Protecting a Lab’s Access to Patients

Protecting a Lab’s Access to Patients

TODAY I WANT TO CALL YOUR ATTENTION to a major issue in the lab testing industry that doesn’t get the full attention it deserves at most clinical labs and pathology groups. It is the fact that labs of all types and sizes are losing access to patients.

Without access to adequate numbers of patients, a lab cannot generate the number of specimens it needs to sustain a high level of clinical services while remaining financially viable. Several healthcare trends are working collectively to make it tougher for local laboratories to protect their existing access to patients, along with their the ability to increase market share. One such factor is the narrowing of provider networks that deny local and regional labs access to patients.

As you will read here, Humana is the latest of the national health insurers to exclude regional laboratories from its network. Lab executives in Ohio and Texas report that, over the spring and summer, they learned that Humana had narrowed its lab networks in those states.

Another issue that has gone unremarked is that, as of 2014, almost one-third of Medicare beneficiaries are now enrolled in Medicare Advantage plans. I’ll bet that most of you didn’t know that fact. It’s significant, since the private health insurers operating these plans tend to contract almost exclusively with national labs that offer the cheapest prices. Because of these developments, it can be argued that local labs across the nation have lost access to 15 million of the nation’s 49 million Medicare beneficiaries.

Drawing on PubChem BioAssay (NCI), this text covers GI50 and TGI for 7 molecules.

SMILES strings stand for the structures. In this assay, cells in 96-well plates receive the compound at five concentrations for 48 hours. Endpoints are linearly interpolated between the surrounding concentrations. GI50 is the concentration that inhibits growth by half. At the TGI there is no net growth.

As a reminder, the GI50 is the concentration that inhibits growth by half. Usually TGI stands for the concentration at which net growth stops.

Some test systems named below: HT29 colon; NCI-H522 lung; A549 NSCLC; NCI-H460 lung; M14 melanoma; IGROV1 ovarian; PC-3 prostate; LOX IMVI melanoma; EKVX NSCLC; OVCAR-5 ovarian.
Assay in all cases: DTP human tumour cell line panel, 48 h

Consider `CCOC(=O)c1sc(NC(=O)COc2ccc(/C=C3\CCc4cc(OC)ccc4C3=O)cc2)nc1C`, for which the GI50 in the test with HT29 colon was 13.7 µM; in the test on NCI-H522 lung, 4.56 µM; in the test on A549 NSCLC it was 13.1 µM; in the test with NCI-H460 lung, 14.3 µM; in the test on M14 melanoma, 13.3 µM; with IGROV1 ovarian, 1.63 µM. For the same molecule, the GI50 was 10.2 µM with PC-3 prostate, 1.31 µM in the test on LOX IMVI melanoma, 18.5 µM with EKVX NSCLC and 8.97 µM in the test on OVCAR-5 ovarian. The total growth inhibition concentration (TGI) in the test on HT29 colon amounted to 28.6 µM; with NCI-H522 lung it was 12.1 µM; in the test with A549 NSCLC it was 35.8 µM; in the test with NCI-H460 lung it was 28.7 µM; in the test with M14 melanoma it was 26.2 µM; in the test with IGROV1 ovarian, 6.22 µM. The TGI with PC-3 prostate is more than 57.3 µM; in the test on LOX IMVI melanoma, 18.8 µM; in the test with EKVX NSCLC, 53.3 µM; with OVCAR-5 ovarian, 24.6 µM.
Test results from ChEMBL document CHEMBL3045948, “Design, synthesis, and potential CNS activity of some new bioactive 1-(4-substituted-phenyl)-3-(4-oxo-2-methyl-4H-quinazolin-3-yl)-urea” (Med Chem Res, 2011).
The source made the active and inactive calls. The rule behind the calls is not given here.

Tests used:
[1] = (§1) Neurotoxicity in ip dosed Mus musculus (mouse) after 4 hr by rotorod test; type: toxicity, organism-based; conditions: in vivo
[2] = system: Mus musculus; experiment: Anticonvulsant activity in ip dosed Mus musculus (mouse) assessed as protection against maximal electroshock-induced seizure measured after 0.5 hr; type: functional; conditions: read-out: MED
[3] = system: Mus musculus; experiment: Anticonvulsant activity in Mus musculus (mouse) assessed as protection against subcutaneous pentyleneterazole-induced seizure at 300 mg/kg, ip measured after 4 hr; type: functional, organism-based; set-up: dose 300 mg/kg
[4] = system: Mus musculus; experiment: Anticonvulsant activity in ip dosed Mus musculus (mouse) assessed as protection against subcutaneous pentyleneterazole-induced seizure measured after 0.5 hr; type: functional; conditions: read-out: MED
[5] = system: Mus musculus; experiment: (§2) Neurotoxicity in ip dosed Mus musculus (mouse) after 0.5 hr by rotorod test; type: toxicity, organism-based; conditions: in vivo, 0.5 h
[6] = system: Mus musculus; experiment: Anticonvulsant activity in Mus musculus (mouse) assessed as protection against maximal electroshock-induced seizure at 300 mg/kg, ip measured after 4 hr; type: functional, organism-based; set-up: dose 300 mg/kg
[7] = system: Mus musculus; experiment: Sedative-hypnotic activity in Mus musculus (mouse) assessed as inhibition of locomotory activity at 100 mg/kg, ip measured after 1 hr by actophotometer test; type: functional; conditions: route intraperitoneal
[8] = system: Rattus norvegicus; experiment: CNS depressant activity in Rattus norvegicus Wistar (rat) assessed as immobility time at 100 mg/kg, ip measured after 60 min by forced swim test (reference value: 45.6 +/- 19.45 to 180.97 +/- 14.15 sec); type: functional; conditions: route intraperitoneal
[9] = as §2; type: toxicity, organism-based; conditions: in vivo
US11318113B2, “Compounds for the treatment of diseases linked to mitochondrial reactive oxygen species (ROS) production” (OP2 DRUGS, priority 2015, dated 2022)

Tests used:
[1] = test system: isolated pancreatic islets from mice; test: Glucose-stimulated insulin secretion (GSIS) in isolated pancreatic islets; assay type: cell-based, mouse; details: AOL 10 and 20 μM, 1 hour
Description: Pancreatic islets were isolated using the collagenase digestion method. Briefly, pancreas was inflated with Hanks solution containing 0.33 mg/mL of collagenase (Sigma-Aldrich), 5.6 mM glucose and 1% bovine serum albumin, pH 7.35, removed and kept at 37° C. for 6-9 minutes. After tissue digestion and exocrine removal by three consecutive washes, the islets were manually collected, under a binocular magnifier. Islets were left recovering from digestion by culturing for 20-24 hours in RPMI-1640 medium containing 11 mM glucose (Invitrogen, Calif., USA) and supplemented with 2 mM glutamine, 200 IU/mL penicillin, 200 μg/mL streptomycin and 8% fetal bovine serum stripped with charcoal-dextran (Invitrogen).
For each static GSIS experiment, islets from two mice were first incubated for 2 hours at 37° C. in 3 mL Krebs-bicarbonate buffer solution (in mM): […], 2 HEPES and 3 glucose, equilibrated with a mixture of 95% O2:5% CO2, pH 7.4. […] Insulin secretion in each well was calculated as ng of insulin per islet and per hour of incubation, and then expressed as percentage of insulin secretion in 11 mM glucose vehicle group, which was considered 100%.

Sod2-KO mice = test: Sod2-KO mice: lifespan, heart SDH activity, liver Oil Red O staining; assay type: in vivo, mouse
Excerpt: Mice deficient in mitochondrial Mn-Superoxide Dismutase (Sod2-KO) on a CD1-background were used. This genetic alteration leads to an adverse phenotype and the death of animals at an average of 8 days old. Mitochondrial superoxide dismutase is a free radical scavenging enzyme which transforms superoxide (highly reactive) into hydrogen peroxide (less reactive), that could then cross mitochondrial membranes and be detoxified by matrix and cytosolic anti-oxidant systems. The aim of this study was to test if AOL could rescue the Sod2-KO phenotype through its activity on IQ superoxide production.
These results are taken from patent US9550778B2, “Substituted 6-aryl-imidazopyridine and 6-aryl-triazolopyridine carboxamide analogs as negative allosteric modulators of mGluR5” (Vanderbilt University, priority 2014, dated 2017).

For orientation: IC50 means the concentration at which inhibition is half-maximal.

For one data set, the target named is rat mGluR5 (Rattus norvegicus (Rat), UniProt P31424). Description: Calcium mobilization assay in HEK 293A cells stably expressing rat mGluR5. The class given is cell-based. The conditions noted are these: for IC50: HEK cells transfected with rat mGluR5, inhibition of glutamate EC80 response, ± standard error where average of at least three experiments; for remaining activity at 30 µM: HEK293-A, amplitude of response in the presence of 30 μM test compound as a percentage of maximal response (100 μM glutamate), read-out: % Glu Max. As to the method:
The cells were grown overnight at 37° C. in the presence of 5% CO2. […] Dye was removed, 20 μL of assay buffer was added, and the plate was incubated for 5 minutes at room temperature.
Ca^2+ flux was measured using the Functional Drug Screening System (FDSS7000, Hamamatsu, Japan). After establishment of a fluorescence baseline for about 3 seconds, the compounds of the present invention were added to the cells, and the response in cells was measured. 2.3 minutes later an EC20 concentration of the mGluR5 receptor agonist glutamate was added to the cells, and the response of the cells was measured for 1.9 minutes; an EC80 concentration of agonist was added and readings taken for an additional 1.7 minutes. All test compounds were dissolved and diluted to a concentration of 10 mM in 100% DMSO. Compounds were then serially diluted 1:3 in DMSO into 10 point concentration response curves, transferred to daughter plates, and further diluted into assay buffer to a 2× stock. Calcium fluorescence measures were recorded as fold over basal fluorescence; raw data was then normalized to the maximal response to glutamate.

What has also gone unremarked in this regard is that the nation’s billion-dollar lab behemoths face their own challenges to protect and expand their access to patients. Yes, the two blood brothers hold exclusive contracts with most national and big regional health insurers. But the trend of doctors selling their medical practices to hospitals, health systems, and insurers puts the national labs at a disadvantage in situations where the new hospital or health system wants those office-based physicians to use the new owner’s laboratory.

These trends and market dynamics continue to play out. For that reason, the clinical lab industry has not reached the end game that will be shaped by these forces. If there is good news in all of this, it is that community labs and regional labs still have time to develop strategies that improve their access to patients in their service regions.

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